Our Approach

Ardelyx develops:

  • Drugs that target proteins found in the gut whose activities affect the entire body
  • Drugs that are not absorbed, enabling them to achieve systemic efficacy while avoiding systemic toxicity and side effects

What we do

Targeted Therapeutic Areas

Ardelyx has established a unique approach to drug development with programs targeting gut transporters, receptors, and enzymes

Therapeutic Areas



Ardelyx is evaluating novel non-systemic agents for treating type 2 diabetes that stimulate TGR5, a receptor found in the gastro-intestinal tract.

During normal digestion, bile acids bind to TGR5 on specialized cells in the gut (L cells) and signal the release of incretins such as GLP-1 and PYY, which leads to insulin secretion and glucose control.  In diabetic patients, insulin secretion is diminished in response to this series of signals. Several injectable GLP-1 analogs are used successfully to increase insulin secretion in T2DM patients, but oral agents are highly preferred by patients.  Oral DPP-4 inhibitors, also successfully commercialized, can increase the half-life of GLP-1, but tend to have limited efficacy.  An agent that stimulates TGR5 at the beginning of this signal cascade represents a promising new approach for glucose control that may allow for improved efficacy along with oral administration.  Ardelyx’s RDX009 program has identified several proprietary classes of TGR5 agonists.  We have engineered these pharmacophores to have minimal systemic exposure yet retain agonist activity.  These agonists represent a new class of highly potent compounds with minimal systemic exposure that act throughout the GI to elicit a sustained secretion of GLP-1 and PYY peptides.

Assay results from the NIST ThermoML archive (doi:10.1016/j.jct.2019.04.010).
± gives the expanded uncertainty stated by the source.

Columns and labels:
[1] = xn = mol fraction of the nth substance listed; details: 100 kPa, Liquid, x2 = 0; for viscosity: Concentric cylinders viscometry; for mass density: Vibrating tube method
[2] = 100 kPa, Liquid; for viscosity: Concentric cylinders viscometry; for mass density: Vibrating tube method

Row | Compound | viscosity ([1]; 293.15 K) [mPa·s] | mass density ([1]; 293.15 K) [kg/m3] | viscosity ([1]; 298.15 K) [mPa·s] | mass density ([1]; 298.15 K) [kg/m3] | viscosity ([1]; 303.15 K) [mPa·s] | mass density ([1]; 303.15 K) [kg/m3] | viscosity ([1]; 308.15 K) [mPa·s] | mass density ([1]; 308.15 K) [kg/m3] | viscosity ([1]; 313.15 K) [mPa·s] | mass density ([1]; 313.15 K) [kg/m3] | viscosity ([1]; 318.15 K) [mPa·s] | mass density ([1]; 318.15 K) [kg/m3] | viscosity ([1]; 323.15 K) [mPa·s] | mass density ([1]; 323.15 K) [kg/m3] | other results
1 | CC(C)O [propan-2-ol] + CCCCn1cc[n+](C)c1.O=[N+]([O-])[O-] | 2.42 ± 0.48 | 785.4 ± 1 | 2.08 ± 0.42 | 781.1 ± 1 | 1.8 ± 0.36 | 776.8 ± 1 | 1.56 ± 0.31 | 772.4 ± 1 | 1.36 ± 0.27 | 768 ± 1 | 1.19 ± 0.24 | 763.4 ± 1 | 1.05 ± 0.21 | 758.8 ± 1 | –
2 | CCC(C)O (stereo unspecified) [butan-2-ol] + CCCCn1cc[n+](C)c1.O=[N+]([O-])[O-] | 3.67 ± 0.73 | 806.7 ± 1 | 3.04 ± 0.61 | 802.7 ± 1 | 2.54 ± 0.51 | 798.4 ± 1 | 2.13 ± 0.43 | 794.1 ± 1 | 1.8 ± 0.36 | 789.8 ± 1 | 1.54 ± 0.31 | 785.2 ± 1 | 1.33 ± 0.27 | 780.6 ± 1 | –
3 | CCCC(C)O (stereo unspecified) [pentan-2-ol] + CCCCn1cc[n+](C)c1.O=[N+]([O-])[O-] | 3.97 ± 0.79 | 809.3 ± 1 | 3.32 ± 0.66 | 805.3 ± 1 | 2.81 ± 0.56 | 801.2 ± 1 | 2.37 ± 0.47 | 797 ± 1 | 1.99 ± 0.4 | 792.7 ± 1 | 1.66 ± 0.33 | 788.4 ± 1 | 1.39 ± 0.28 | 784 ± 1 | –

One of the challenges in the field has been the development of compounds that can stimulate GLP-1 secretion without causing untoward effects resulting from unwanted stimulation of TGR5 at systemic sites.  For example, investigators working with systemic TGR5 agonists in mouse models have reported undesired effects on the gall bladder, which becomes enlarged due to delayed emptying, increased filling, or a combination of these effects.  Ardelyx’s non-systemic TGR5 agonists avoid these effects when dosed in the same mouse models, both in single- and repeat-dose experiments. Using its proprietary technology, Ardelyx has been able to develop lead compounds whose physical properties allow them to remain nearly completely in the lumen of the intestines thereby allowing excellent stimulation of TGR5, but avoiding TGR5-mediated inhibition of gall bladder emptying. Ardelyx’s RDX009 compounds have exhibited a robust response in rodents and non-human primates, as measured by increased plasma levels of GLP-1.

The RDX009 program clearly demonstrates that the Ardelyx concept of non-systemic agents acting exclusively on the surface of the gut can stimulate and propagate a hormonal signal and have a profound effect on a metabolic disorder, such as diabetes, while avoiding unwanted side effects. Ardelyx expects to progress RDX009 to lead optimization stage during 2012.